Have your functions write your documentation for you!

Because i’m a lazy programmer, I like things that save me time. I don’t like having to keep phpdocumentor/doxygen style code up to date with the actual code inside a function. Also, including a documentation compilation step in a build process is annoying, and phpdocumentor/doxygen don’t result in a clean data source of functionality metadata that I can produce my own documentation interfaces from.

So, I guess you could say that there are two main problems I see with a phpdocumentor/doxygen style approach. First, it’s duplication of information. Aside from the DRY (Don’t Repeat Yourself) principle, this is a step worse because you end up repeating the information at least twice, both in code and also in some separate documentation format. That’s annoying, and it will be easily skipped by programmers in search of quick fixes. Secondly, there’s no live source of trustworthy metadata data where one can get at it easily in a programmatic way, without a compilation step.

A good solution presents both a structured data source of documentation, and also avoids needless repetition of information between the code and the docs.

So, since documentation about functions and their parameters is simply metadata about the function, why not store the documentation in data structures within the function itself?

The way I started solving this problem by taking a page from a subset of a hardcore approach to programming called Design by Contract. I’d heard about it before just as a general concept while doing my time in an undergrad CECS program, but always figured that it was too serious to get into. It was really fun to recall this old foggy concept while I was deriving a pretty useful solution to the problem described above.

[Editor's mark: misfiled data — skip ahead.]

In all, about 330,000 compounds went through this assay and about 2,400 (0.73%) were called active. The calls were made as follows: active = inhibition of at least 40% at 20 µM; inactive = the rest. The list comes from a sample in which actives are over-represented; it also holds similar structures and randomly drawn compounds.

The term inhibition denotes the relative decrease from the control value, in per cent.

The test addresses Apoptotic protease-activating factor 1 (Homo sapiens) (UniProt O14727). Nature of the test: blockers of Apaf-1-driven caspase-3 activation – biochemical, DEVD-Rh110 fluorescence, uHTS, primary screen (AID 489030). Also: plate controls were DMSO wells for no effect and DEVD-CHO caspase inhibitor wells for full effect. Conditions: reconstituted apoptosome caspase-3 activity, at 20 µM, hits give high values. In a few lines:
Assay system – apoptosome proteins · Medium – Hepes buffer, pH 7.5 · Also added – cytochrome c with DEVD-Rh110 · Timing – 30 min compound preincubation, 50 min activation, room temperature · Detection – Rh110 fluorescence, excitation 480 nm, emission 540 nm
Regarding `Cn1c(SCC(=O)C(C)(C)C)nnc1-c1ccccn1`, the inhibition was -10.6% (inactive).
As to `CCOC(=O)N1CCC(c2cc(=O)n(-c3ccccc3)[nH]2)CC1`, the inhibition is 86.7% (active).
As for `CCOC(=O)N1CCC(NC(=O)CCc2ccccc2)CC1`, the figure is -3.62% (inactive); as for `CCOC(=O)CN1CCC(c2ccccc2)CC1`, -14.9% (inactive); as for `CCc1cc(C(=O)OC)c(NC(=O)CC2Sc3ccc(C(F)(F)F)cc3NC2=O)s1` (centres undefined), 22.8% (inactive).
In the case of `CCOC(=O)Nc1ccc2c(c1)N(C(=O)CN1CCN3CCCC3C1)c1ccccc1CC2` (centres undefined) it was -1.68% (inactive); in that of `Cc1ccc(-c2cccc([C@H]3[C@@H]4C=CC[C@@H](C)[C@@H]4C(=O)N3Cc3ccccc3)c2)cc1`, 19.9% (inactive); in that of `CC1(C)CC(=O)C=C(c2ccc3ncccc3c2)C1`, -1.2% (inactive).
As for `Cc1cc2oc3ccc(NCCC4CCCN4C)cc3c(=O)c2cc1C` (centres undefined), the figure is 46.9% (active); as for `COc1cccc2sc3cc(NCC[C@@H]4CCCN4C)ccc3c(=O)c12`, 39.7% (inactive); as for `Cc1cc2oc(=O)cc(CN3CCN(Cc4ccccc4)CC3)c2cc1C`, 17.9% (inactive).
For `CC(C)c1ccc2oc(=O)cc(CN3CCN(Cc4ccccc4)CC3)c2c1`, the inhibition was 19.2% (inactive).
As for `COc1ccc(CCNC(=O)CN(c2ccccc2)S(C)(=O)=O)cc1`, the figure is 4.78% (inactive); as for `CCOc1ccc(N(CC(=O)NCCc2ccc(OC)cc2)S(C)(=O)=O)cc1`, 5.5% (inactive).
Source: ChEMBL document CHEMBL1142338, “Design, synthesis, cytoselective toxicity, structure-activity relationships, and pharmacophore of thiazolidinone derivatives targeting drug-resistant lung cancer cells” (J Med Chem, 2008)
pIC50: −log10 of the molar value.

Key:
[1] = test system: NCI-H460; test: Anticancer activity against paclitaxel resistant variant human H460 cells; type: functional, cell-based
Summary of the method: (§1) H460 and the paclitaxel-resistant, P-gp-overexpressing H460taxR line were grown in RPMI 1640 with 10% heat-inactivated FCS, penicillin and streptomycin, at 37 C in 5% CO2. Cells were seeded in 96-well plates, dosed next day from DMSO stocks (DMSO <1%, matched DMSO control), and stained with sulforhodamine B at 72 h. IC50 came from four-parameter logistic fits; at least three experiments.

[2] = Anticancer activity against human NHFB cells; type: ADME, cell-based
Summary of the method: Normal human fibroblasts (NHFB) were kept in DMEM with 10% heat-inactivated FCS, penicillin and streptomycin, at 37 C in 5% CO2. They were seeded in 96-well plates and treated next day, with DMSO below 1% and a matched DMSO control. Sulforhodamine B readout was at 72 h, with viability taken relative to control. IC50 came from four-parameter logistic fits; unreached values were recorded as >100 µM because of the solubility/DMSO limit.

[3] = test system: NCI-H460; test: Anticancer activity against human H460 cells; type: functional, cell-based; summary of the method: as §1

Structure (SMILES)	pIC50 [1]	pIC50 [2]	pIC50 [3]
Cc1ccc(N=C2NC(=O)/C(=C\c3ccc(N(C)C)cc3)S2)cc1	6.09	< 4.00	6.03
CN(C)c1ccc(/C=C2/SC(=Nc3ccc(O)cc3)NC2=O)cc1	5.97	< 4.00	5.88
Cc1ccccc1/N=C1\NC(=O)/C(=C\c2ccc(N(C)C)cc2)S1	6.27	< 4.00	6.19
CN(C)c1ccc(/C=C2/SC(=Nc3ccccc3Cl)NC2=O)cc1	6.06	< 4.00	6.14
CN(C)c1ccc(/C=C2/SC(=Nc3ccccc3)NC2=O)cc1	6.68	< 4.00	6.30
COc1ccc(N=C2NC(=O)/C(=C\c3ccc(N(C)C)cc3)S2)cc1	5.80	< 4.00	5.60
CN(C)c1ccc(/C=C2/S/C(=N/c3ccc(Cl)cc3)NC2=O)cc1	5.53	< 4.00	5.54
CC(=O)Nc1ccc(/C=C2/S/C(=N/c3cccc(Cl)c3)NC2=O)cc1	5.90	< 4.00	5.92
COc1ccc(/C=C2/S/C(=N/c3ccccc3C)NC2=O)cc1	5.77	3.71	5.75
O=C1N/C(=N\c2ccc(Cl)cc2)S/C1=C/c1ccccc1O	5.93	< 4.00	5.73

The entire goal is to convert function docs from these specialized comment markup formats into a machine-readable data structure inside of each function. One will need to define a standard data structure in which to store metadata about a function’s parameters. This will vary depending on the programming language’s embedded types and parameter semantics.

Once a structure is defined, then one can standardize a method of passing in a documentation request struct reference to each method, and when the method notices it, it can simply fill it with the doc metadata and skip the normal control flow for the function. It’s essentially the same as asking a function to describe itself.

Secondly, one can immediately go about enhancing the parameter data structure to include detailed information about each parameter’s type, expected inputs, etc. This information can doubly be taken advantage of by writing generalized validation routines that use this metadata about parameters. If you were going to write validation routines anyway, this saves you having to needlessly repeat that metadata within code.

Thirdly, one now not only has quick, programmatic (and realtime, not compiled) access to function definition metadata, but it’s also more or less in exact sync with the actual parameters it expects, and it also in a standardized data structure. So one can dynamically generate an entire interface for say, spelunking through an API, out of the simple presence of functions that know how to document themselves.

You do pay the price of some realtime overhead, but the very real benefits in maintainability and elegance far outweight that, in my opinion. The implementation of this general derivative concept is pretty academic if you understand all the nerdery above. The key thing to do is to just take a page from Design by Contract, and have your program know about itself, rather than hiding its metadata within invisible comments.

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